Alternatives necessary to truly diversify and protect against inflation

  • Describe the challenges from inflation on portfolio construction
  • Explain what alternative assets are
  • Describe risk parity

Commodity ETCs are by nature synthetic (swap-based) rather than physical as it would be impractical to own the underlying assets. 

Careful consideration should be taken around underlying index selection. Understanding the weightings of the commodity basket, also its exposure to any 'roll risk' (the change in value when rolling a futures contract forward for the underlying commodity) is a key due diligence point.

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Listed property securities: property provides a (typically) inflation-linked income from rents and exposure to real capital values, but is vulnerable to vacancies during a recession. 

For retail investors, holding property securities is preferable to direct property funds, in our view, as liquidity (getting your money when you want or need it) is key. While property securities funds look more volatile than direct property funds, this is in part optics owing to the differences in valuation frequency. 

Property securities are valued every second the stock market is open, direct property funds are valued daily, and their underlying property portfolio might be valued monthly or quarterly. While their reported volatility is very different, their underlying economic exposure is the same.

Listed infrastructure securities: tariffs for infrastructure such as toll roads, rail networks, and water/electricity/gas supply utilities are typically inflation-linked. As an asset class, infrastructure is less vulnerable to recession risk than property as it forms part of our background essential spend (as opposed to property which is linked to business cycles).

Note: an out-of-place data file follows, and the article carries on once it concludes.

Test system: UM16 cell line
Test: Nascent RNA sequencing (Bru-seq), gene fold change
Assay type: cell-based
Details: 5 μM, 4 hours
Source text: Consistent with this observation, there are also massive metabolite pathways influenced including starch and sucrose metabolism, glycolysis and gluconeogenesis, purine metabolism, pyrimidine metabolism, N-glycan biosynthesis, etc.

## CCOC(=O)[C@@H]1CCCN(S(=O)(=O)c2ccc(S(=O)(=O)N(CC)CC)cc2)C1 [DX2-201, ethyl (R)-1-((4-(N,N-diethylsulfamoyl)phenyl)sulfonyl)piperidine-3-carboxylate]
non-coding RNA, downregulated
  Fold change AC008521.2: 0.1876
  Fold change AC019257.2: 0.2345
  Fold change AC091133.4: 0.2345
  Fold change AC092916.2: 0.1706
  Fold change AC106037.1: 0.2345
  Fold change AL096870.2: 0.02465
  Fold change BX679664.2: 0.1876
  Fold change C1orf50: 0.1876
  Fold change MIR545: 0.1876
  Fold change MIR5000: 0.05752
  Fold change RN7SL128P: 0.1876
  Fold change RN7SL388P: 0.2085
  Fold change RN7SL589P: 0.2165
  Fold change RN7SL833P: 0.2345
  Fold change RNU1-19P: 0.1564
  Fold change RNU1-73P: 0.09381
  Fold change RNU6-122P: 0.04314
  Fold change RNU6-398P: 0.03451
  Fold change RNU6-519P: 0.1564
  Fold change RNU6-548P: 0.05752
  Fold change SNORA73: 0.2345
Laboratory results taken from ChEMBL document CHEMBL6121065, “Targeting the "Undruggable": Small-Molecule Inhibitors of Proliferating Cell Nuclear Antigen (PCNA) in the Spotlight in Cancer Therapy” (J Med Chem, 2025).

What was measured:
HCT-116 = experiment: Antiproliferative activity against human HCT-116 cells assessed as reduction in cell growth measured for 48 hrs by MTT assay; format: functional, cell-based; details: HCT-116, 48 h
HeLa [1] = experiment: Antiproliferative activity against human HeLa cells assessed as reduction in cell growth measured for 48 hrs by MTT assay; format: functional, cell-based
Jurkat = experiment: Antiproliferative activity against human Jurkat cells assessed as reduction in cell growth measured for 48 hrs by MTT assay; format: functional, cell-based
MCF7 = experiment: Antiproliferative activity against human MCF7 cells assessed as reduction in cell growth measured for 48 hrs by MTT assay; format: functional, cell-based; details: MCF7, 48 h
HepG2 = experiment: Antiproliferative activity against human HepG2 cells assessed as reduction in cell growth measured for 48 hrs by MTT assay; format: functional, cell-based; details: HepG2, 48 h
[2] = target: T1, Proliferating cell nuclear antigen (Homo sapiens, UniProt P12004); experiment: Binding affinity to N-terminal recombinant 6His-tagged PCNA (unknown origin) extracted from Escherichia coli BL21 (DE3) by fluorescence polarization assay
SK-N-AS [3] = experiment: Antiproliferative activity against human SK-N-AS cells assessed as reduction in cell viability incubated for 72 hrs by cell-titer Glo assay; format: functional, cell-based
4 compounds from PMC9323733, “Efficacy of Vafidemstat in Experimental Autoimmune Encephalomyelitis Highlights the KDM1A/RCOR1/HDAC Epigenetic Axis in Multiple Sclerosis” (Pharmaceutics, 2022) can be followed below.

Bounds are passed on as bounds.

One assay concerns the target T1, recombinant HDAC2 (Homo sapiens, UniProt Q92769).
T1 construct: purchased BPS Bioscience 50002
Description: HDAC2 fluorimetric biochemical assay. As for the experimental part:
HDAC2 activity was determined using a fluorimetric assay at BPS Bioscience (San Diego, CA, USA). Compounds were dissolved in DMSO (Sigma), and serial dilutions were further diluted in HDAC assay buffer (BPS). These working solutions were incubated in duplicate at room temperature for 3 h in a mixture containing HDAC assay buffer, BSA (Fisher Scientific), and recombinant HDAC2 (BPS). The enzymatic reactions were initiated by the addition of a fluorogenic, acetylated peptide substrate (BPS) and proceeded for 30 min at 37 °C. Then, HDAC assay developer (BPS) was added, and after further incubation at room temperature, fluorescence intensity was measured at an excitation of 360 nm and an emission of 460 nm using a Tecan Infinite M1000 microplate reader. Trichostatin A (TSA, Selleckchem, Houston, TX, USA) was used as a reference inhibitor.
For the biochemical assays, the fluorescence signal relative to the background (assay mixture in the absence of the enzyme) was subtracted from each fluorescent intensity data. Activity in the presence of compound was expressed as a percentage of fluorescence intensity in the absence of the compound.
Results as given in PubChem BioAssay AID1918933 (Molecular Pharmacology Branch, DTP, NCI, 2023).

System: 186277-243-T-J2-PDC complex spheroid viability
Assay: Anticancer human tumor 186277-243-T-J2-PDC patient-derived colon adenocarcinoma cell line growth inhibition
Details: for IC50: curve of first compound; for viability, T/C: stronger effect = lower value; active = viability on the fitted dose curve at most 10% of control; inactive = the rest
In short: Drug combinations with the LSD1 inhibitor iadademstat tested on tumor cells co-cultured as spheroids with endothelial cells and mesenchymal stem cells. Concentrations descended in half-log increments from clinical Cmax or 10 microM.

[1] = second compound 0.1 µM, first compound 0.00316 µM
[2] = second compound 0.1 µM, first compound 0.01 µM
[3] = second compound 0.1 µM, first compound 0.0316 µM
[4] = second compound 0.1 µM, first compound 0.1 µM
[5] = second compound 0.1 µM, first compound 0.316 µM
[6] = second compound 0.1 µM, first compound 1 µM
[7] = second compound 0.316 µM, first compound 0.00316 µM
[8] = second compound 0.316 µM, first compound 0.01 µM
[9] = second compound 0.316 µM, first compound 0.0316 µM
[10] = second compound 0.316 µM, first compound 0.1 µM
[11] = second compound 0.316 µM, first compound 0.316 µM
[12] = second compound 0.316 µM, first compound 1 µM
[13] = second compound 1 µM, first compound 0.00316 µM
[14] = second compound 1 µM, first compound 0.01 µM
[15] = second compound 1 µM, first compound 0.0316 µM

As with property we prefer infrastructure securities funds over direct infrastructure funds for liquidity and transparency. 

In our view one of the better ways to get exposure is via multi-asset infrastructure securities (combining both infrastructure debt and equity), which offers lower risk liquid access to the asset class and reflects both its bond and equity-like characteristics.

Listed private market managers

For institutional investors, there is a case for investing in private markets, yet this brings its own liquidity constraints. A liquid way of accessing the private markets theme is to invest in the shares of private market managers. 

This creates the opportunity to benefit from their fee income and the growth in private market assets under management, without tying up capital in actual private market investments, which are illiquid and opaque, and the returns on private market funds are hard to evaluate and are not necessarily cross-comparable. 

Returns are typically measured using an internal rate of return for a specific vintage of fund over a given term. Some private market funds provide a 'public market equivalent' benchmark to enable comparison.